Health is a state of complete physical, mental and social well-being, defined in the best of world’s more so ideally. But do we really understand it?
‘Mental illness is an excuse for bad behavior’
‘People don’t recover from mental illnesses’
‘People with mental illness can’t work’
‘People who experience mental illness are weak’
‘Mental illness affects only adults’
‘Depression is actually stress and just a part of aging’
‘Mental illnesses aren’t real illnesses’
‘Mental illnesses will never affect me’
These are some of the many stereotypes surrounding mental health that are proof that we do not understand it holistically. We already have a great deal of information about mental illness on the web to educate and fascinate ourselves.
But I would share one patient’s story which impacted me. Anjali (name changed), who is in her early thirties, was admitted to the psychiatry hospital, where I work, by the cops for wandering suspiciously on the roads and bothering passers-by in that area. We did not know anything beyond this.
She came to the interview room after multiple caretakers took turns to request and convince her for an interview. She walked in with utmost disinterest. She was quite shabby with undone hair, barely nourished and barely happy. She sat looking down with no eye contact whatsoever. I tried everything to make her understand that we only wanted to help her, that she needs to trust us and that all she has to do is talk. She did not open her mouth. We tried everything from asking her about her favorite movies to playing some popular songs to bribing her with chocolates. Nothing worked.
She would either laugh at me or glare at me as though she would punch me any moment. This went on for a week and was only getting more frustrating with each passing day because of her distressing glares and my professor’s disappointing looks that I had to dodge everyday. I was on leave this one particular day and came to know the next day that she asked for me. At this point we were quite chuffed that something worked and considered it some progress that she wanted to glare only at me. Eventually we developed rapport with her and she told us that she was an MBA graduate who worked as an IT employee and a part-time beautician in the past. Honestly, we were in two minds about believing her considering her current circumstances. Being cynical is a part of being objective I realized. She gave a contact number which she was not even sure was correct. I called the number with very little hope.
Someone answered the call and confirmed that she was in fact a friend of Anjali’s from college. I introduced myself and informed her that Anjali was at a psychiatric facility and that we needed some information to understand her better. At once she broke down as she could not believe Anjali was in such a state. She explained how Anjali was the only student with a scholarship and how she was good at everything she did. She revealed that Anjali had a troubling family not supportive of her, cheated by her sister financially and eventually abandoned. She never heard from Anjali again until 2 years ago when she got a call from a random man saying that he found Anjali tied to a pole near a temple and that he was going to marry her. She could hear Anjali screaming in the background and recollected how helpless she felt. The next day I told Anjali about the conversation and she confirmed all of it. She revealed how her family abandoned her in the initial stages of her illness, refused to get her help and how she had nowhere to go. She has been living on the streets for almost 5 years with people everywhere laughing at her, chasing her away or assaulting her. She was assaulted emotionally, physically and sexually multiple times over the years. Some of them took advantage of her promising some kind of help which made her more paranoid and contributed to the progression of her illness.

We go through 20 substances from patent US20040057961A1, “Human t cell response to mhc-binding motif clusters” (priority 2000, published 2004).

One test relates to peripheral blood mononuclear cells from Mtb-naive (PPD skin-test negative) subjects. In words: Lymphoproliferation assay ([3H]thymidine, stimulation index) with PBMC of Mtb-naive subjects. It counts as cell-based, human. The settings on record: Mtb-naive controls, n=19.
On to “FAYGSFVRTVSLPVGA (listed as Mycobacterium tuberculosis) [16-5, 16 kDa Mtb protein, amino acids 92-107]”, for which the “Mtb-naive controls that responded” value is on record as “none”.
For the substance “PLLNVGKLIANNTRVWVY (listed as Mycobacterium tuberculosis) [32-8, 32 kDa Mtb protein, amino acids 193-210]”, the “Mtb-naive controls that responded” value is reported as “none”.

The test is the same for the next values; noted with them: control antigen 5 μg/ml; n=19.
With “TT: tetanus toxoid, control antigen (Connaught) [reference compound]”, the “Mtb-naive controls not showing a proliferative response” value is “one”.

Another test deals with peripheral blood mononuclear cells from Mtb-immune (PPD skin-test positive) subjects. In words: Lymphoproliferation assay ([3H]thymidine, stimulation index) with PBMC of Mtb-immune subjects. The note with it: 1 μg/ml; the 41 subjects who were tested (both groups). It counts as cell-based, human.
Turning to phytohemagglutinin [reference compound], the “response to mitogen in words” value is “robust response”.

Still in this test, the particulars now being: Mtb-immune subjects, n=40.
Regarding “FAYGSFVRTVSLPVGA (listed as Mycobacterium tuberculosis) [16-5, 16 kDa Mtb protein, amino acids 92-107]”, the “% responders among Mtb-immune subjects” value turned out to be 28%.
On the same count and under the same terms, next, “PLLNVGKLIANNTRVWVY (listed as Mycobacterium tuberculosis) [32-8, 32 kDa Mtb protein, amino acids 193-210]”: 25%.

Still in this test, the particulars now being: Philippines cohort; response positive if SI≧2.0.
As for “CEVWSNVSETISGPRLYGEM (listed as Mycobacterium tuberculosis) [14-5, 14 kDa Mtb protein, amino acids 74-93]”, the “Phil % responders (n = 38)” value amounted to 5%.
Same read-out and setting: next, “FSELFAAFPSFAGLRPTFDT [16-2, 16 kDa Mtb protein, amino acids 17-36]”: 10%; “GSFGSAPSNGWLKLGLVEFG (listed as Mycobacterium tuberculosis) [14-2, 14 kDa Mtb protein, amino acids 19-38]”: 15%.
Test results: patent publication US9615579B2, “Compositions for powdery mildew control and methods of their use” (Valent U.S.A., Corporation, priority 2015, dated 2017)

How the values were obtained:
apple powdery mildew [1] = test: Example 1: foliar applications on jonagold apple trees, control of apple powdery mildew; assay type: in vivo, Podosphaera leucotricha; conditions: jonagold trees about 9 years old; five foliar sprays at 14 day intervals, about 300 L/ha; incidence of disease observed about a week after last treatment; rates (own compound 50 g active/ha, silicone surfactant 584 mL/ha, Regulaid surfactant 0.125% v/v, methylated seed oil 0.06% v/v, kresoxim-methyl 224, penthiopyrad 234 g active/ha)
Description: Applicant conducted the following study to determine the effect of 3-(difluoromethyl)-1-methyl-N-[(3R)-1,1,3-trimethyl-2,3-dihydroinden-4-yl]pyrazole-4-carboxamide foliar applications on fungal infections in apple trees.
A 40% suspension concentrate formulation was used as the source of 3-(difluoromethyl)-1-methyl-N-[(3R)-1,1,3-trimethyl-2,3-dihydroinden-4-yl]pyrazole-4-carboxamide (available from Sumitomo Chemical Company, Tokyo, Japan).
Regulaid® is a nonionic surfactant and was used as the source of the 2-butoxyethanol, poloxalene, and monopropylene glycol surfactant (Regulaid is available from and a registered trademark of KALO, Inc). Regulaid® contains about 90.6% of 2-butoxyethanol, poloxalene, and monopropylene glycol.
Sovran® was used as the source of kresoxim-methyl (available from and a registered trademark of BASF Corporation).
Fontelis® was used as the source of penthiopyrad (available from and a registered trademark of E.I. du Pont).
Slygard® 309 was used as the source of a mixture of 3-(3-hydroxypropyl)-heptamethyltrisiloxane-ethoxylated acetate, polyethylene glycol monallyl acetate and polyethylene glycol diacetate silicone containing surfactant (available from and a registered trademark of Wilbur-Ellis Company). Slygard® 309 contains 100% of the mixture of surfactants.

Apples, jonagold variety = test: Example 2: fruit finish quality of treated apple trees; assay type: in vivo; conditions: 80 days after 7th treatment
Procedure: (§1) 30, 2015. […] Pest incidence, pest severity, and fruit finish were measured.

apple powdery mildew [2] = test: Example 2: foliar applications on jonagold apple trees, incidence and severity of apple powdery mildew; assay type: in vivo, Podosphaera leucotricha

Mentally ill people are the most vulnerable to sexual assault as they are not taken seriously and are easy targets. She had to endure all that pain all these years because we as a society collectively failed her at multiple levels. A simple phone call to the mental health helpline or to the local police station by one of the million people who passed by would have turned her life around. The thought that getting help early on could have changed her life still bothers me and rightfully so. She is slowly recovering after initiating the treatment with medication and psychotherapy. She will hopefully go back to leading a normal life that she deserves. We come across many Anjalis everyday and choose to look away. Some of us are intrigued momentarily but continue to hustle away. Each of them is fighting a battle that most of us cannot even fathom. We need to do better. All of us.
Not correcting children when they point fingers and laugh at mentally ill patients, cracking inappropriate jokes about ‘mental’ people, labelling them and undermining the agony of those in these circumstances contribute to the stigma, discrimination and neglect of those suffering from mental illnesses. According to WHO, about 450 million people currently suffer from mental disorders, placing them among the leading causes of ill-health and disability worldwide. Close to 8 lakh people die due to suicide every year. It is unfortunate that we do not comprehend the need to act immediately. We need to unlearn the years of conditioning filled with stigma and have the right conversation about mental illness even if it makes us uncomfortable. Let us truly embrace that health is indeed a state of complete physical, mental and social well being.
About the Author: Dr. Keerthana Thatavarthi is a psychiatric resident based in Hyderabad, India and life member of CHD Group. She focuses on social psychiatry in shaping community development in mental health.
Disclaimer: Views expressed are the authors own. CHD Group takes no liability on behalf or for the contents expressed.